Crown ethers improve perovskite solar cell security

Jun 26, 2021 12:06 PM ET
  • EPFL researchers have actually utilized an unmatched method with multimodal host-guest complexation to considerably improve the security of perovskite solar cells while additionally decreasing the launch of lead into the setting
Crown ethers improve perovskite solar cell security
Image: Nicolas Tappy

Perovskites are hybrid compounds made from metal halides and also organic constituents, as well as show wonderful potential in a variety of applications, e.g. LED lights, lasers, as well as photodetectors. Their major contribution remains in solar cells, where they are positioned to surpass the market and replace their silicon equivalents.

Among the leading candidates for very reliable and steady solar cells are formamidinium lead iodide perovskites, which show excellent light-harvesting capabilities. Nevertheless, their security is still a problem, specifically under environmental and also operating problems, which restrict their optoelectronic application.

Now, a joint group of researchers led by Professor Michael Grätzel at EPFL's School of Basic Sciences have resolved the difficulty by developing a "a multimodal host-- visitor complexation approach." Released in Nature Communications, the technique involves making use of a participant of the crown ethers, a family members of cyclic substances whose ring-like atomic framework looks like a crown.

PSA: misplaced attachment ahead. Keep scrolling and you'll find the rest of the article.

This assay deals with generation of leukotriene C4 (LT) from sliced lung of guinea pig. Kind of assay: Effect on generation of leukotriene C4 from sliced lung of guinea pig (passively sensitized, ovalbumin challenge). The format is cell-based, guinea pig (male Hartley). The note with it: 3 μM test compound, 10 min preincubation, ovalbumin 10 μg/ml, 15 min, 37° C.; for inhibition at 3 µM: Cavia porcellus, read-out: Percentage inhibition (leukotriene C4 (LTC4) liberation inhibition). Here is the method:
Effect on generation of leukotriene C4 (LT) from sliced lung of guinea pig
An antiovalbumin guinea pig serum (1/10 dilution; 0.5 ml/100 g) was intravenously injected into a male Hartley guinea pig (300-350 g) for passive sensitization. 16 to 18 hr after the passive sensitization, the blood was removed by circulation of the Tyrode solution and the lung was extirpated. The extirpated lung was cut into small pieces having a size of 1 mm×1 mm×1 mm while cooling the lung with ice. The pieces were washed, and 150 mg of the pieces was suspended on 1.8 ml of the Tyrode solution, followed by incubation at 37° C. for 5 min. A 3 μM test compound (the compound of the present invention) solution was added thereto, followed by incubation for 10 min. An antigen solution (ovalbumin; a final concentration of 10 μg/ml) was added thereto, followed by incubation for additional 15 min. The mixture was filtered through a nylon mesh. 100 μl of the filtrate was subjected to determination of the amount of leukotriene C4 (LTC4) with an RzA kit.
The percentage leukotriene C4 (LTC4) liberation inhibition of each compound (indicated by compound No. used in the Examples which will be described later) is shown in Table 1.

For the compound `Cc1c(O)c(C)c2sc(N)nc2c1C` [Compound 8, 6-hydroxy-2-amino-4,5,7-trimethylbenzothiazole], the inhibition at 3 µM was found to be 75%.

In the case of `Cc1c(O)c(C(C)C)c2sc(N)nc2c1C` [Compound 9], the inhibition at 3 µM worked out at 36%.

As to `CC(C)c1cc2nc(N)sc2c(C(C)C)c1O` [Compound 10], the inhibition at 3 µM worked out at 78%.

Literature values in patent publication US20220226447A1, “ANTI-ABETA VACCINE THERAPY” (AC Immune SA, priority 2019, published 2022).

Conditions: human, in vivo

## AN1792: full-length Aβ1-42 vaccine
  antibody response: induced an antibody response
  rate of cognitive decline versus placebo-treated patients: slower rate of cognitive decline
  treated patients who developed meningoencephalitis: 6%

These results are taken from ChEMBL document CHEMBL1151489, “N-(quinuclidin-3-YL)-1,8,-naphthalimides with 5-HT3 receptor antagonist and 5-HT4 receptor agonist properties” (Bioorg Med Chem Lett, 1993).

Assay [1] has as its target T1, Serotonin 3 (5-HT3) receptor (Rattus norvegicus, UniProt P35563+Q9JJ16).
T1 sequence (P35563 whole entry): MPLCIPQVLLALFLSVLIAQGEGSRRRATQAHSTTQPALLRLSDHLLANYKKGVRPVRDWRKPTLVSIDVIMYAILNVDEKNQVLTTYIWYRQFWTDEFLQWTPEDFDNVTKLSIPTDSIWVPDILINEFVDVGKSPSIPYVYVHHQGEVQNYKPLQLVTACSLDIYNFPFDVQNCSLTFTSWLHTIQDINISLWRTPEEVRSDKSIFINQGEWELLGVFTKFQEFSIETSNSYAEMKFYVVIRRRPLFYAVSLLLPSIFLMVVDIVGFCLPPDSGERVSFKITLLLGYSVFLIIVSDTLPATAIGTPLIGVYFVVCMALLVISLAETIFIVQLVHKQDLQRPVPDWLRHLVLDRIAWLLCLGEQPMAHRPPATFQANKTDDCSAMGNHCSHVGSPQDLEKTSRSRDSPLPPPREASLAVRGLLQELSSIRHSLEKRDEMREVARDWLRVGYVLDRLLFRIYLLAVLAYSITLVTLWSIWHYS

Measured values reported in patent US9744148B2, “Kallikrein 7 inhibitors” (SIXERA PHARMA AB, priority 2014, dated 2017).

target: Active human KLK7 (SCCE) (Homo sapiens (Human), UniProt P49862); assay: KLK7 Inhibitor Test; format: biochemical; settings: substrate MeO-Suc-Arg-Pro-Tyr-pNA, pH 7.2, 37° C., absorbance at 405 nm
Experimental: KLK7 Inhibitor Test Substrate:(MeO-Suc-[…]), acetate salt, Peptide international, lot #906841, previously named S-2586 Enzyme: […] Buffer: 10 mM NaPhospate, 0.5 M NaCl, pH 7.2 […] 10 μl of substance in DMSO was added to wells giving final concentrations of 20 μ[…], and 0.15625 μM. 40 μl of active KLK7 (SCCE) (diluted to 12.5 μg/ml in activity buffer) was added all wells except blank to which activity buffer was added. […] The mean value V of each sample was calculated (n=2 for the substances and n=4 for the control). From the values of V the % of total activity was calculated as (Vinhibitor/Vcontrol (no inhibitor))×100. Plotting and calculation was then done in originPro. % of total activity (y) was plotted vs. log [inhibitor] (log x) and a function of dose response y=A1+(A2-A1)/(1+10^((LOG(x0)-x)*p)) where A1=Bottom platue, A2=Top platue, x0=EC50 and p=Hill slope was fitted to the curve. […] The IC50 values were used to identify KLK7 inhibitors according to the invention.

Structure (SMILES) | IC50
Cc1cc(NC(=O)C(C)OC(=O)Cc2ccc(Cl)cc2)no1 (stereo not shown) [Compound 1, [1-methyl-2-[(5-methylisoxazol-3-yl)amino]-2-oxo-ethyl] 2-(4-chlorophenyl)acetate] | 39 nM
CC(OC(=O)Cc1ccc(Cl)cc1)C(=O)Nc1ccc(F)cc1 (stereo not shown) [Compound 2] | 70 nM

The researchers made use of the dibenzo-21-crown-7 in the construction of formamidinium lead iodide perovskite solar cells. They showed the performance of this synergistic method with cesium steel ions, for which the crown ether shows a strong affinity. Acting as an automobile, the crown ether assembles at the perovskite film's user interface as well as delivers the cesium ions into its inside.

"We utilize this multimodal host-- guest-complexation to regulate the surface area of the perovskite films as well as their bulk make-up at the same time," clarifies Dr. Jovana V. Milić, who was associated with the research.

"It is additionally really exciting to see that photoactive formamidinium lead iodide perovskite can be supported in moist ecological conditions for more than one year," claims EPFL researcher Dr. Hong Zhang, the initial writer of the research study.

The overall impact is a substantially boosted security of the perovskite solar cells, revealing power-conversion efficiency over 24% and a boosted operational stability, keeping more than 95% of their efficiency for 500 h under continual procedure. As an added benefit, the crown ether also aids bind lead ions, decreasing their release right into the setting.

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